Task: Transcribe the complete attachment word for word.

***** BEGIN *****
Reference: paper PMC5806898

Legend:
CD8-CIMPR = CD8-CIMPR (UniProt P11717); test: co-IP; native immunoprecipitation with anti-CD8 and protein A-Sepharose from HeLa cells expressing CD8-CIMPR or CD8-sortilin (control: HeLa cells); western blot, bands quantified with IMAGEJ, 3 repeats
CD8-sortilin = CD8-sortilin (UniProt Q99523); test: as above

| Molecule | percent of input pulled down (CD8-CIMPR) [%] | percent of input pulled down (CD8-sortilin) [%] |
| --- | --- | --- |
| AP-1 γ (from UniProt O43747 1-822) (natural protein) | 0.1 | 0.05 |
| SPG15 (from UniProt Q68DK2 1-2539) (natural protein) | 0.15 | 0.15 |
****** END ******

Reference: paper PMC5806898

Legend:
CD8-CIMPR = CD8-CIMPR (UniProt P11717); test: co-IP; native immunoprecipitation with anti-CD8 and protein A-Sepharose from HeLa cells expressing CD8-CIMPR or CD8-sortilin (control: HeLa cells); western blot, bands quantified with IMAGEJ, 3 repeats
CD8-sortilin = CD8-sortilin (UniProt Q99523); test: as above

| Molecule | percent of input pulled down (CD8-CIMPR) [%] | percent of input pulled down (CD8-sortilin) [%] |
| --- | --- | --- |
| AP-1 γ (from UniProt O43747 1-822) (natural protein) | 0.1 | 0.05 |
| SPG15 (from UniProt Q68DK2 1-2539) (natural protein) | 0.15 | 0.15 |